Let's look at one of his "building" playgrounds.  http://www.babylonjs-playground.com/index.html#FT2RY#78

"Naz" has some capping issues, too, apparently, but oh, what pretty generated buildings, eh?  Check out that spiral staircase!  Pretty nice stuff.  I wish we knew how he did it.  It can be learned.  But Naz is kind of a genius, and he approaches webGL/JS from a unique angle - mainly... the GPU angle.  GPU code is much faster than CPU code, and GPU code doesn't restrict/bog CPU code (JS) at all, except for the time it takes to assemble and compile the GPU code (pre-render).  (at least that is MY understanding of it - probably incorrect)  :)

All in all (or half'n'half), I thought I should tell you about Naz and his "oh my God" buildings.  There are not any highly-detailed docs for ShaderBuilder or GeometryBuilder, but a forum search for both terms... will produce some good results and beginner playgrounds.

Okay, that's all I have for you, so far.  I will keep thinking.  Perhaps @jerome will have some words about disappearing walls... not sure.  I like what you have accomplished.  Cool experiments!  I hope we can get some things "tweaked" and make it work for you.  Perhaps smarter people than I.... will comment soon.  Welcome to the forum... good to have you with us.  Sorry that I couldn't be of more help.  Let's keep talking and testing things.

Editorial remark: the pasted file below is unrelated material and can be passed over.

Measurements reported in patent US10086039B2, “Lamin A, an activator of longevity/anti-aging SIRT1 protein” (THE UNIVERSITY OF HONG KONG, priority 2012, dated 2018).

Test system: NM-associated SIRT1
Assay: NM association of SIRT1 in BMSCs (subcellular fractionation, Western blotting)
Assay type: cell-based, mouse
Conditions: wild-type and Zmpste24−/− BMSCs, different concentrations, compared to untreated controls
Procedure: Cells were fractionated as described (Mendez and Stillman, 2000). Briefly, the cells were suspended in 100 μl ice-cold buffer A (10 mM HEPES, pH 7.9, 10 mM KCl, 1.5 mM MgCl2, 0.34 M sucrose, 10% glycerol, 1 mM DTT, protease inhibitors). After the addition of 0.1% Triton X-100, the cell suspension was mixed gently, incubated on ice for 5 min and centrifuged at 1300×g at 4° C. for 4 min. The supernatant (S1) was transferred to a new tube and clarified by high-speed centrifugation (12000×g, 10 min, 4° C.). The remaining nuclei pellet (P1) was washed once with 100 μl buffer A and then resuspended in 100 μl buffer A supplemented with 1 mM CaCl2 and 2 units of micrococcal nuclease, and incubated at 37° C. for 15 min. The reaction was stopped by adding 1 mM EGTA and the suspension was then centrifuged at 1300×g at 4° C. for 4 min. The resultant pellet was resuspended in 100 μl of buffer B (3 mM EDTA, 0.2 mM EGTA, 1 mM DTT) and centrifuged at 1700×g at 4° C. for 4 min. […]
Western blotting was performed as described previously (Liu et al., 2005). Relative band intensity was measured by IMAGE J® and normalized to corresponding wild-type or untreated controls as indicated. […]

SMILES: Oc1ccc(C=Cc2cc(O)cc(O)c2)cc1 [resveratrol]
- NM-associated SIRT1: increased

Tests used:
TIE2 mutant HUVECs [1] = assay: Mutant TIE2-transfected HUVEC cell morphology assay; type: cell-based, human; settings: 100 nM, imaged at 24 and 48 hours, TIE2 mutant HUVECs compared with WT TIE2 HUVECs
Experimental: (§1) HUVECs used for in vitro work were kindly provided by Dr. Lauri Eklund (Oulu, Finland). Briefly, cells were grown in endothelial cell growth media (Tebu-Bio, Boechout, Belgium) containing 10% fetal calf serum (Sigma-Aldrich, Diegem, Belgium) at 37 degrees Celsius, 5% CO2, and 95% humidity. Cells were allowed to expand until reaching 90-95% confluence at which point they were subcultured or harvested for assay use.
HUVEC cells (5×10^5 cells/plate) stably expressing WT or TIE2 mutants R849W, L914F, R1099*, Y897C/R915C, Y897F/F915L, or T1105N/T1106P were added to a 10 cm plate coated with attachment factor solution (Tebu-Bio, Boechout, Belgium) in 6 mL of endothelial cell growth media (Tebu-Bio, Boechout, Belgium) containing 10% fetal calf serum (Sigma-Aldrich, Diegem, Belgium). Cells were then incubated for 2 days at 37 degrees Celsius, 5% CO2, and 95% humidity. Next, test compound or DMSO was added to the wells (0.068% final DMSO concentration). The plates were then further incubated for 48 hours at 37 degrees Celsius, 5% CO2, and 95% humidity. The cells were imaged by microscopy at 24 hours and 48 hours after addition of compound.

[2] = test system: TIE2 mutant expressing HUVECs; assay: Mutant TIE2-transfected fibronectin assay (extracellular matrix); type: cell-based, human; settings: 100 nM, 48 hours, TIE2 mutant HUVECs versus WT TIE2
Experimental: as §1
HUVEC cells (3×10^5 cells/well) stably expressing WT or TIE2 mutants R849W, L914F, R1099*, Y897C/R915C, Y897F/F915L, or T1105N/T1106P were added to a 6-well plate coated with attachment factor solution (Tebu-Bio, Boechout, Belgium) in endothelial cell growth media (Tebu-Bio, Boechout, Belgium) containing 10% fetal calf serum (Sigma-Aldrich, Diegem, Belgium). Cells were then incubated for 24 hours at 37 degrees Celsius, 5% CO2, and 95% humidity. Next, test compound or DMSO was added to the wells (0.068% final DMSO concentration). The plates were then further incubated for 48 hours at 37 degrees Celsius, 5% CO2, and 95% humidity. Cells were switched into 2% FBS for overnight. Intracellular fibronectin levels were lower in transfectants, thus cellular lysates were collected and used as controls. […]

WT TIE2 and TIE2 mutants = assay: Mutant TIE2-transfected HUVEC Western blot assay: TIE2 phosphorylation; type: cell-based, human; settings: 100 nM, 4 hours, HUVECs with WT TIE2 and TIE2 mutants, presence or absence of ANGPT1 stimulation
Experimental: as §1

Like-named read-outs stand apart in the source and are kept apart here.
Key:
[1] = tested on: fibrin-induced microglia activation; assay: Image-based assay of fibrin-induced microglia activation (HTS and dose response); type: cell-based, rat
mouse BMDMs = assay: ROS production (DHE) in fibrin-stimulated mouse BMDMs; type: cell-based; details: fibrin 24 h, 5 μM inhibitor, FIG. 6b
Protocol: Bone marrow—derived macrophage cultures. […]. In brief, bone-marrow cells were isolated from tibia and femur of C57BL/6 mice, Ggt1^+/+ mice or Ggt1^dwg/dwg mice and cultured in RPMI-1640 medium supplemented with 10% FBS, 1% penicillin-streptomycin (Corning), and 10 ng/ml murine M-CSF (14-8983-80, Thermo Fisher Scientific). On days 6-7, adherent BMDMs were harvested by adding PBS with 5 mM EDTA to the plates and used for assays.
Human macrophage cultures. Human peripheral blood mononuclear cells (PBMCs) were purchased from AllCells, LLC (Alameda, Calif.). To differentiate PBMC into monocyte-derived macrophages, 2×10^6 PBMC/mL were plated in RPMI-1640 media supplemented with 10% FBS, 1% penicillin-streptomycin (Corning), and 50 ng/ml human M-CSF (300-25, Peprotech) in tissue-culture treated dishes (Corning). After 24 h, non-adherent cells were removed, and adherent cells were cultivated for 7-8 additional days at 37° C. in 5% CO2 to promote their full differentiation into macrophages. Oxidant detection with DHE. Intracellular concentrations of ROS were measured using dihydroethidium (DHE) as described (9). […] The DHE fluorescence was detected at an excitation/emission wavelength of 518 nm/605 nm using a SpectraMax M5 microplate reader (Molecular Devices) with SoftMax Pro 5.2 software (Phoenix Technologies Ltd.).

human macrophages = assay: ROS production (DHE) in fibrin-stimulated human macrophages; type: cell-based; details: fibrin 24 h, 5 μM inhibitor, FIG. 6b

Share this post


Link to post
Share on other sites

Hi and welcome from me. If you are just working with your own custom shapes then you could build the caps manually from the data you are using. When you google 'triangulation of polygons' the algorithms for concave polygons are complex and not easily read.

For your data label the vertices of the shape to be extruded and split into triangles,  as for example in the diagram below.

poly.jpg.6858b3a9672cc8768c71a28a35ae87ae.jpg

You can then place the triangles 0, 1, 4    1, 3, 4, etc into the indices array NOTE order of indices consistently clockwise for all triangles and the create your own custom meshes for the caps.

Example http://www.babylonjs-playground.com/#1KQZAF#1

Should you then want to you could merge the extrusion and the two caps.

Share this post


Link to post
Share on other sites

Thx @JohnK, a darned good idea.  Building-on (capping-off?) that idea, any chance of automating John's suggestion?

MeshCapper 1.0.  Yeah!   An algorithm/code COULD extract the top-most points of a model, and store them in a Path2d or Path3d. 

Then... the new MeshCapper would... umm... probably have the same troublesome anomalies as the current mesh cappers.  hehe. 

Never-mind me.  I had a pipe dream for a moment, there, but... it wasn't very well thought-out.  :)  Sorry. 

It just feels like... what JohnK describes, could be automated.  Perhaps not.  hmm.  Good topic, though, eh?   Thx Simona.

Share this post


Link to post
Share on other sites

Good to hear from you @Wingnut. Before writing my post I can across this paper that shows that the process can be automated, ie given a simple polygon (ie one with no intersecting sides) there is an efficient algorithm to triangulate it. It wasn't after much more than one sentence that I gave up reading it. There are probably non-efficient ways of doing it which I have some idea about and maybe give it a go sometime.